Robert Downey Sr.
Described by an associate as "a big jovial bear", Robert Downey Sr translated his irreverent, mordant humor to the screen as the writer-director of several experimental cult classics of the late 1960s and early 70s. Downey had worked in advertising and lampooned that business in the movie everyone associates with him, "Putney Swope" (1969), about the hilarious changes made by a token black member of an ad agency after he is accidentally elected Chairman of the Board. Though his greatest success, "Putney Swope" appears dated today, and the richer-looking (Downey finally had some money to spend) "Greaser's Palace" (1972) may have withstood the test of time. A super-offbeat Jesus Christ parody with a Western setting, it offers some wonderful performances by Allan Arbus as a zoot-suited Jesus, Albert Henderson as head Greaser and Stan Gottlieb as the "wife" of a deformed Mexican with a lecherous yen for the Saviour, but despite the inspired hilarity, its 91 minute running time seems longer than that.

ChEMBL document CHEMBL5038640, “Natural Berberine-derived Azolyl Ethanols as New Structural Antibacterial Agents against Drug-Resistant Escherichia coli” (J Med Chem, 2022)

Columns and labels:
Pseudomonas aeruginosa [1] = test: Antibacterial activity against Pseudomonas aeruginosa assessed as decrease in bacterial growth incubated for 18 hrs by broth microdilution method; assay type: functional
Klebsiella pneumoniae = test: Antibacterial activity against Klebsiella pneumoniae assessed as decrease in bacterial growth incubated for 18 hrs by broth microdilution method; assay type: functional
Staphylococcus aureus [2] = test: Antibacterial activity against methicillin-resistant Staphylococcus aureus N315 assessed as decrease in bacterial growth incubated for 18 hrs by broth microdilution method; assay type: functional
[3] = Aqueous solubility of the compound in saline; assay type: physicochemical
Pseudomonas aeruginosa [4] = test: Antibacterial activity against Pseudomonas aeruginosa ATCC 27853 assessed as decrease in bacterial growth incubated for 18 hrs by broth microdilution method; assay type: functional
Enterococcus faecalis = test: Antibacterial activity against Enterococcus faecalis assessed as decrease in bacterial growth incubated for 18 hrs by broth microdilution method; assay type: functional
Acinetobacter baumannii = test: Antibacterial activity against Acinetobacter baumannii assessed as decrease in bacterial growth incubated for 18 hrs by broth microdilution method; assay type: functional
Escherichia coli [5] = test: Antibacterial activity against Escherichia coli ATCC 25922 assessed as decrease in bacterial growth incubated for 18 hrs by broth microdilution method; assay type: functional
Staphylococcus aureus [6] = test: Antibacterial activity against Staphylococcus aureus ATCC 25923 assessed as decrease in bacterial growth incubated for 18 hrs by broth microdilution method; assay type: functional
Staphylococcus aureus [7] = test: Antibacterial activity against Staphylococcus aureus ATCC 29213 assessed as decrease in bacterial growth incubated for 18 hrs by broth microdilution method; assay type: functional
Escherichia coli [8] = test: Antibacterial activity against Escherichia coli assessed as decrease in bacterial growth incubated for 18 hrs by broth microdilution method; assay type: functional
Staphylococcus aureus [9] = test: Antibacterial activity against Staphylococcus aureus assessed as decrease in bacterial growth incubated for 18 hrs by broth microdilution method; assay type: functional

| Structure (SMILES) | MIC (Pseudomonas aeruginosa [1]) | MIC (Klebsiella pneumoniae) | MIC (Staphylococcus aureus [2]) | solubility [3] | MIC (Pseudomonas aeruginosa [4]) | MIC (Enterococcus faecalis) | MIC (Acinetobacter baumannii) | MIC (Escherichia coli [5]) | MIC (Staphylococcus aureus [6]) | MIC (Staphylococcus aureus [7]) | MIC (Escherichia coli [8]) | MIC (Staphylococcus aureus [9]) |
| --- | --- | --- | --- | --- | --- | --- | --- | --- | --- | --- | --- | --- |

With Chuck Barris, Downey co-wrote "The Gong Show Movie" (1980) and also directed "Rented Lips" (1988), scripted and produced by Martin Mull. Though his acting appearances have been few, he did play an ad agency head in "You've Got to Walk It Like You Talk It or You'll Lose That Beat" (1971), an NCAA investigator in "Johnny Be Good" (1988) and a recording studio manager in "Boogie Nights" (1997). Downey wrote and directed "Too Much Sun" (1991), a weak farce about a competition between a brother and sister (both gay) to have a child first, so as to inherit a fortune from their father. He returned with "Hugo Pool" (1997), co-written with his late wife Laura, about a dedicated, beautiful and lonely Beverly Hills pool cleaner (Alyssa Milano) who becomes involved in the lives of her clients, particularly Floyd, an attractive man afflicted with ALS (the same disease that had felled Laura Downey). His son Robert Downey Jr appeared in "Hugo Pool", the seventh of his father's films in which he has acted.